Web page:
Seeing the Columbia River Gorge by boat gives you a unique view of this incredible area. The Columbia Gorge Sternwheeler operates from the Cascade Locks and has brunch, dinner, sightseeing and landmark cruises. The captain of the vessel often narrates your trip, giving you facts and history of the area. You will get a great view of the Bridge of the Gods as you travel beneath it. See the Bonneville Dam up close and take in the wildlife that surrounds you on every cruise. For meal cruises, menu items include seasonal and local ingredients. For reservations, visit the Columbia Gorge Sternwheeler website.
Raft the Klickitat and White Salmon Rivers
White water rafting in the Columbia River Gorge is an exhilarating experience. The Klickitat and White Salmon Rivers both offer class V rapids for experienced rafters to take on. The Klickitat offers a 10.8-mile stretch of rafting. The Yakima Nation dip-net fishes the area, so you are asked to keep an eye out for their nets and be respectful. The closest town is Lyle, Washington. The White Salmon River has rapids, waterfalls and abrupt drops to keep even advanced rafters on their toes. You can put in your own raft, or go with a commercial outfitter, such as Wet Planet Whitewater and Zoller’s Outdoor Odysseys.
Hood River is the windsurfing capital of the world, so if you like water sports, this is definitely something you should do when you visit the Columbia River Gorge. The wide expanse of the Columbia River with the tall gorge on either side creates the perfect wind tunnel for this fun sport. The Columbia Gorge Windsurfing Association website is a great place to start, with information on events, put-ins, lessons and other important news. If you need gear, Hood River has three windsurfing shops, Big Winds Hood River, Gorge Surf Shop and Hood River WaterPlay. Hood River WaterPlay offers instruction in windsurfing, as well as supplies and jet ski rentals. Big Winds Hood River has rentals and also offers lessons on windsurfing and paddleboarding.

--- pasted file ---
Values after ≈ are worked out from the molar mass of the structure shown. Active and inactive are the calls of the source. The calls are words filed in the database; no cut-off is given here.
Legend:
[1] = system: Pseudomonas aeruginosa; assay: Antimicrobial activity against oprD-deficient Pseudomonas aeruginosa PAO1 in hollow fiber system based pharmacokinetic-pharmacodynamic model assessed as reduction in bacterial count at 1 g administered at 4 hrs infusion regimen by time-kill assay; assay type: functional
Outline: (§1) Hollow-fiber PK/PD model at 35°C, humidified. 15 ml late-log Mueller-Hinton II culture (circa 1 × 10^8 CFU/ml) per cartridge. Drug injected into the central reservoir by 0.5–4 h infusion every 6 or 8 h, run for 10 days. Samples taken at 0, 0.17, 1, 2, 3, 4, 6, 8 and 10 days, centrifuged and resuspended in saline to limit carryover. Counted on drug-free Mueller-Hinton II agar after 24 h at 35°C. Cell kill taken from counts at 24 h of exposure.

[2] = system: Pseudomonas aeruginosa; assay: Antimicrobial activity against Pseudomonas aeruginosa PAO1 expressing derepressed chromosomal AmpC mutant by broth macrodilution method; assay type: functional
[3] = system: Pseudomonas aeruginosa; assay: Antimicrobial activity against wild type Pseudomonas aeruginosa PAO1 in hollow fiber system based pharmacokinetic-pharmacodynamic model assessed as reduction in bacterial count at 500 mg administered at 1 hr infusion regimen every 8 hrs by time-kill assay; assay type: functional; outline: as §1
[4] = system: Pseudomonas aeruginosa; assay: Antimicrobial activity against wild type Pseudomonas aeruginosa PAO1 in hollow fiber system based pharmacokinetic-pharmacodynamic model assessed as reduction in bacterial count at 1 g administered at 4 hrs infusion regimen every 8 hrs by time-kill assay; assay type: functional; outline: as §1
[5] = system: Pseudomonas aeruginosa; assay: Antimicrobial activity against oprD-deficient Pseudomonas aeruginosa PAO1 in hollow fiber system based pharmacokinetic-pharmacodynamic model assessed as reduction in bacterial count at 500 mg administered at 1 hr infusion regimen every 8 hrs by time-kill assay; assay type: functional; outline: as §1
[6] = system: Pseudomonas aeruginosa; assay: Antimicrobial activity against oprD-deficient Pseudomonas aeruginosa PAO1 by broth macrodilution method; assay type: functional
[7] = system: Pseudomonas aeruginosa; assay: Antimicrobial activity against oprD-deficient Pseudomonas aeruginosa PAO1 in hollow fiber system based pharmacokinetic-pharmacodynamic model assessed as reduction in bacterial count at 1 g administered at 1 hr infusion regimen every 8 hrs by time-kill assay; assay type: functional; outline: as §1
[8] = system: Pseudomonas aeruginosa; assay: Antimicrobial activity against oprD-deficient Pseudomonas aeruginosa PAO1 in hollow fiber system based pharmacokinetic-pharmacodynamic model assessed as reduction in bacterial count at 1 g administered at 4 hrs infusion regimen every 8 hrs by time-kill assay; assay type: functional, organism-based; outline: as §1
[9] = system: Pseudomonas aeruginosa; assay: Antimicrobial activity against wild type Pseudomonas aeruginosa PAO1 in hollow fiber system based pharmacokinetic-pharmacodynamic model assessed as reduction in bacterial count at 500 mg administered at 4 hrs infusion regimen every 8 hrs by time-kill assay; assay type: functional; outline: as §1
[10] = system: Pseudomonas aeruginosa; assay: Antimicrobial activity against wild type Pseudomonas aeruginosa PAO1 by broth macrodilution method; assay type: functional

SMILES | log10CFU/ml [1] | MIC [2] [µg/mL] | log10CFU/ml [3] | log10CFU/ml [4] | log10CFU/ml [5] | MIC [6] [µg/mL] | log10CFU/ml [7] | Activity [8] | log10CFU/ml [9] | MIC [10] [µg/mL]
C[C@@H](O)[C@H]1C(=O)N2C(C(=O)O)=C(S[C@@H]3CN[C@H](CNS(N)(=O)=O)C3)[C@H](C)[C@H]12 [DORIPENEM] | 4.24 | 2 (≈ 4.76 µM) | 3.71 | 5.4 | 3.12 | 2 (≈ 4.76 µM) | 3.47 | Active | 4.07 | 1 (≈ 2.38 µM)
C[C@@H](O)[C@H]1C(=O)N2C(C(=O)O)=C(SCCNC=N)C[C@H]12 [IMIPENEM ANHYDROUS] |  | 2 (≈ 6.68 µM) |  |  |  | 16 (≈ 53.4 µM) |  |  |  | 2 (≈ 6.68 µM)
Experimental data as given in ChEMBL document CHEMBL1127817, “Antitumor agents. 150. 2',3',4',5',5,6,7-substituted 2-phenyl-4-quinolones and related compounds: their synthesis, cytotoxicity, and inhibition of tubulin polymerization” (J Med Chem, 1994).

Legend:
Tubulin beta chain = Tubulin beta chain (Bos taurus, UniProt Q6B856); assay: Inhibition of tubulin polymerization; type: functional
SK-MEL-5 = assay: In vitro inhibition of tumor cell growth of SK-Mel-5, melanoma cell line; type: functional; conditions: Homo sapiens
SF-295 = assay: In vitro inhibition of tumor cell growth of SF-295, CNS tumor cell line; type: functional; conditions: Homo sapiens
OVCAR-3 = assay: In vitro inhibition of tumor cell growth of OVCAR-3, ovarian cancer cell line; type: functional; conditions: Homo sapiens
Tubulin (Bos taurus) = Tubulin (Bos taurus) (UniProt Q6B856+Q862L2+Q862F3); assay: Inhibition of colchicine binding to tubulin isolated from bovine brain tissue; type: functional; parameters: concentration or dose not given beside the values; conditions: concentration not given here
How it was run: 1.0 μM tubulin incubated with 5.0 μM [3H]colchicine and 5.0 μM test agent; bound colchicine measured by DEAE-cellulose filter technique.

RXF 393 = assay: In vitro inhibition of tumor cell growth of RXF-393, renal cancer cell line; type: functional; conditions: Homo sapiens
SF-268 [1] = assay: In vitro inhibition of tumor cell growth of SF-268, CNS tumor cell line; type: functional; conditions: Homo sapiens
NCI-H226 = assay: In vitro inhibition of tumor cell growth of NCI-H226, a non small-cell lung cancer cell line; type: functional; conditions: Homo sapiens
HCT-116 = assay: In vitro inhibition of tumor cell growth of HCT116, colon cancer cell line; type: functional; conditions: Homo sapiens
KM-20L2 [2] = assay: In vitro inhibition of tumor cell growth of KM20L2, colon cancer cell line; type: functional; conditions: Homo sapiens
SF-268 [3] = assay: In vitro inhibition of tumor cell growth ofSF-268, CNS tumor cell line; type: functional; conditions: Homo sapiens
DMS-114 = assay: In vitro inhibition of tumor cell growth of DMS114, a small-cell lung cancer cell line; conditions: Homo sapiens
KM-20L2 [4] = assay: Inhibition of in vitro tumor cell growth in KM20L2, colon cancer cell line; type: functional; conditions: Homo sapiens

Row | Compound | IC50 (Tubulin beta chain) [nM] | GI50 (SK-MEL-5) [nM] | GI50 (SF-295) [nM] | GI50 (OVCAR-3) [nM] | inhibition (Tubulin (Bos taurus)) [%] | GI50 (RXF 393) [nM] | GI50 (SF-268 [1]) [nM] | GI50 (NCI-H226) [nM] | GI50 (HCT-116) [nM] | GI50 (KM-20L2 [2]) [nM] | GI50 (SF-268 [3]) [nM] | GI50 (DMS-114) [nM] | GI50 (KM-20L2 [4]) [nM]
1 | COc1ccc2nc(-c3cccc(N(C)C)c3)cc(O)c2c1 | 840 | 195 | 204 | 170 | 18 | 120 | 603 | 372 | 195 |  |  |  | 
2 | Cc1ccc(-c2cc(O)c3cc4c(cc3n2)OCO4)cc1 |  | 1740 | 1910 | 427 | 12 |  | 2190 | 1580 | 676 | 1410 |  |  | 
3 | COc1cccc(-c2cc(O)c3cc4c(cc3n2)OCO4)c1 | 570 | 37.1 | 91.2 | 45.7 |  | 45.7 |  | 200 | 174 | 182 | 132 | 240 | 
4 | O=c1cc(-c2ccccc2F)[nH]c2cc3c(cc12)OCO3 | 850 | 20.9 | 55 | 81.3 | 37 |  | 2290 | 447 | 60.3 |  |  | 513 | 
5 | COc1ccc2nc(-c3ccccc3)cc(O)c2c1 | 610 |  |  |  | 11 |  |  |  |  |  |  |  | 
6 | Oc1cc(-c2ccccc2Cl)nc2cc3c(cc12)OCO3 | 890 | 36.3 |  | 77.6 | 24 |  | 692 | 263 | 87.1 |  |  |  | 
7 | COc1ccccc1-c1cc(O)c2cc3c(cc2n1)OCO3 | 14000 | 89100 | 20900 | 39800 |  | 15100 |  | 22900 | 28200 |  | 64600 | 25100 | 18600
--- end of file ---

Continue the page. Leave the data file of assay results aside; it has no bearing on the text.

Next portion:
With all the waterways, it should be no surprise that the there are plenty of places to fish in the Columbia River Gorge. The area offers pond, lake, and river or stream fishing. A few places to check out are the Mark O. Hatfield Wilderness, Northwestern Park, Eagle Creek Overlook Group Campground, Sandy River Delta, White Salmon River, Klickitat River and the Klickitat Trail. If you need fishing supplies, check out Gorge Fly Shop, Gorge Outfitters Supply, Flyfishing Strategies Fly Shop (they even have classes for those wanting to learn) and Big Y Fly Company.
Visit a Museum
There are several museums in the Columbia River Gorge that are all worth a visit. They give you an inside look into the history of this incredible area, and you are bound to learn something new even if you have lived in the Gorge your entire life. From Native American and natural history to early settlers and the building of the Dam, these museums cover just about everything to do with the Columbia River Gorge National Scenic Area. A few of the must-see museums include the Columbia Gorge Discovery Center & Museum, that covers natural history from the Ice Age as well as settler history in the area; Fort Dalles Museum, which has a collection of pioneer and military artifacts from the Old West; Columbia Gorge Interpretive Center Museum, which focuses on Native American History of the area; and the Maryhill Museum of Art, which has an eclectic mix of art, gardens and a Stonehenge memorial. Also stop by the Vista House, which is a piece of history itself and well worth a visit.